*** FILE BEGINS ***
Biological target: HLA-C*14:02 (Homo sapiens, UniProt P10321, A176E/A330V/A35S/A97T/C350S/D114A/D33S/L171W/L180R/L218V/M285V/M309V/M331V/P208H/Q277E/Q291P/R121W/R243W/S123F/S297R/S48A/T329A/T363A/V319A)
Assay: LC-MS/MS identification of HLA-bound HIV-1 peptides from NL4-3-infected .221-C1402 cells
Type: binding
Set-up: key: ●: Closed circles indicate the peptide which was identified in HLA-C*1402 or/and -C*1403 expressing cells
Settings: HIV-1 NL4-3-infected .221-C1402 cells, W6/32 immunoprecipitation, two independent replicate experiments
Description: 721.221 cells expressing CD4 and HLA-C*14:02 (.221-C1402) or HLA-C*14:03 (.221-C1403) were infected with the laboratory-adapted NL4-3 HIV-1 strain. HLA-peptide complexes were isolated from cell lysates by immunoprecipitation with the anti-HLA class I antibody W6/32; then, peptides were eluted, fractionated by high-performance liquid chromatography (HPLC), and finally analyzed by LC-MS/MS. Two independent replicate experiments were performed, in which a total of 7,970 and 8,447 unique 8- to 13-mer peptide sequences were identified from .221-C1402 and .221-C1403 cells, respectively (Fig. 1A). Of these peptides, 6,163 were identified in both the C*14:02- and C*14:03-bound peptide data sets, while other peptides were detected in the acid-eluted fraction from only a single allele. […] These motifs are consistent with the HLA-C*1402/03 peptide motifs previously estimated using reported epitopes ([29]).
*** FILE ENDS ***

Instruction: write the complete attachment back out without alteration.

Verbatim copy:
Biological target: HLA-C*14:02 (Homo sapiens, UniProt P10321, A176E/A330V/A35S/A97T/C350S/D114A/D33S/L171W/L180R/L218V/M285V/M309V/M331V/P208H/Q277E/Q291P/R121W/R243W/S123F/S297R/S48A/T329A/T363A/V319A)
Assay: LC-MS/MS identification of HLA-bound HIV-1 peptides from NL4-3-infected .221-C1402 cells
Type: binding
Set-up: key: ●: Closed circles indicate the peptide which was identified in HLA-C*1402 or/and -C*1403 expressing cells
Settings: HIV-1 NL4-3-infected .221-C1402 cells, W6/32 immunoprecipitation, two independent replicate experiments
Description: 721.221 cells expressing CD4 and HLA-C*14:02 (.221-C1402) or HLA-C*14:03 (.221-C1403) were infected with the laboratory-adapted NL4-3 HIV-1 strain. HLA-peptide complexes were isolated from cell lysates by immunoprecipitation with the anti-HLA class I antibody W6/32; then, peptides were eluted, fractionated by high-performance liquid chromatography (HPLC), and finally analyzed by LC-MS/MS. Two independent replicate experiments were performed, in which a total of 7,970 and 8,447 unique 8- to 13-mer peptide sequences were identified from .221-C1402 and .221-C1403 cells, respectively (Fig. 1A). Of these peptides, 6,163 were identified in both the C*14:02- and C*14:03-bound peptide data sets, while other peptides were detected in the acid-eluted fraction from only a single allele. […] These motifs are consistent with the HLA-C*1402/03 peptide motifs previously estimated using reported epitopes ([29]).